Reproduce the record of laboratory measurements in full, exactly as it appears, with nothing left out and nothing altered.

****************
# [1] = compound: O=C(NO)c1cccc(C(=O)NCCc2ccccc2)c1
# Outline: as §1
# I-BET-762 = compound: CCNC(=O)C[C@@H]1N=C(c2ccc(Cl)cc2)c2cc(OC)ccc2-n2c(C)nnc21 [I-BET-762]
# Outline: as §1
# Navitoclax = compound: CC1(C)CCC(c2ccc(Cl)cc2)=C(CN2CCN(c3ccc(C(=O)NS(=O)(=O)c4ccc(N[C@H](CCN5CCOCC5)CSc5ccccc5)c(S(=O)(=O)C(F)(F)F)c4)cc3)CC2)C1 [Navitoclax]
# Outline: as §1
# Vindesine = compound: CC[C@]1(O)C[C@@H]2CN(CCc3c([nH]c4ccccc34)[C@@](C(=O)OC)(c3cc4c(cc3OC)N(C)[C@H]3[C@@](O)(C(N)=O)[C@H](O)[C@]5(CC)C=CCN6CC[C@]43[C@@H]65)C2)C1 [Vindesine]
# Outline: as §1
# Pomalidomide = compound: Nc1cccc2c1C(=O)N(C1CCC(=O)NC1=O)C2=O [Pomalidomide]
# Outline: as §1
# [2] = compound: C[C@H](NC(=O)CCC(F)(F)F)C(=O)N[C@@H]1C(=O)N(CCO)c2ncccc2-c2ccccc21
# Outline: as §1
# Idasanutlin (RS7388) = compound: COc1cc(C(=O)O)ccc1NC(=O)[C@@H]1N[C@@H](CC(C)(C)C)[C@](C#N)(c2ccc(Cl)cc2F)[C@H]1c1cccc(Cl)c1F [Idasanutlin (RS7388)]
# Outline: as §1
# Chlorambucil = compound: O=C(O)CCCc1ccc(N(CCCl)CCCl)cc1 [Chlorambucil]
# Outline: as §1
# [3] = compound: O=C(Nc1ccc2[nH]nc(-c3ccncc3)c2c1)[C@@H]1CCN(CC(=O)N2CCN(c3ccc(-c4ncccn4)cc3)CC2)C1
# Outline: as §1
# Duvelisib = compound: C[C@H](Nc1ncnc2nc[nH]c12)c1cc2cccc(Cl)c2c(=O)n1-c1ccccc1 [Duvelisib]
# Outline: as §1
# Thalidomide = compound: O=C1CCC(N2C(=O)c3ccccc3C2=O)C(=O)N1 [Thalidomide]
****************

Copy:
# [1] = compound: O=C(NO)c1cccc(C(=O)NCCc2ccccc2)c1
# Outline: as §1
# I-BET-762 = compound: CCNC(=O)C[C@@H]1N=C(c2ccc(Cl)cc2)c2cc(OC)ccc2-n2c(C)nnc21 [I-BET-762]
# Outline: as §1
# Navitoclax = compound: CC1(C)CCC(c2ccc(Cl)cc2)=C(CN2CCN(c3ccc(C(=O)NS(=O)(=O)c4ccc(N[C@H](CCN5CCOCC5)CSc5ccccc5)c(S(=O)(=O)C(F)(F)F)c4)cc3)CC2)C1 [Navitoclax]
# Outline: as §1
# Vindesine = compound: CC[C@]1(O)C[C@@H]2CN(CCc3c([nH]c4ccccc34)[C@@](C(=O)OC)(c3cc4c(cc3OC)N(C)[C@H]3[C@@](O)(C(N)=O)[C@H](O)[C@]5(CC)C=CCN6CC[C@]43[C@@H]65)C2)C1 [Vindesine]
# Outline: as §1
# Pomalidomide = compound: Nc1cccc2c1C(=O)N(C1CCC(=O)NC1=O)C2=O [Pomalidomide]
# Outline: as §1
# [2] = compound: C[C@H](NC(=O)CCC(F)(F)F)C(=O)N[C@@H]1C(=O)N(CCO)c2ncccc2-c2ccccc21
# Outline: as §1
# Idasanutlin (RS7388) = compound: COc1cc(C(=O)O)ccc1NC(=O)[C@@H]1N[C@@H](CC(C)(C)C)[C@](C#N)(c2ccc(Cl)cc2F)[C@H]1c1cccc(Cl)c1F [Idasanutlin (RS7388)]
# Outline: as §1
# Chlorambucil = compound: O=C(O)CCCc1ccc(N(CCCl)CCCl)cc1 [Chlorambucil]
# Outline: as §1
# [3] = compound: O=C(Nc1ccc2[nH]nc(-c3ccncc3)c2c1)[C@@H]1CCN(CC(=O)N2CCN(c3ccc(-c4ncccn4)cc3)CC2)C1
# Outline: as §1
# Duvelisib = compound: C[C@H](Nc1ncnc2nc[nH]c12)c1cc2cccc(Cl)c2c(=O)n1-c1ccccc1 [Duvelisib]
# Outline: as §1
# Thalidomide = compound: O=C1CCC(N2C(=O)c3ccccc3C2=O)C(=O)N1 [Thalidomide]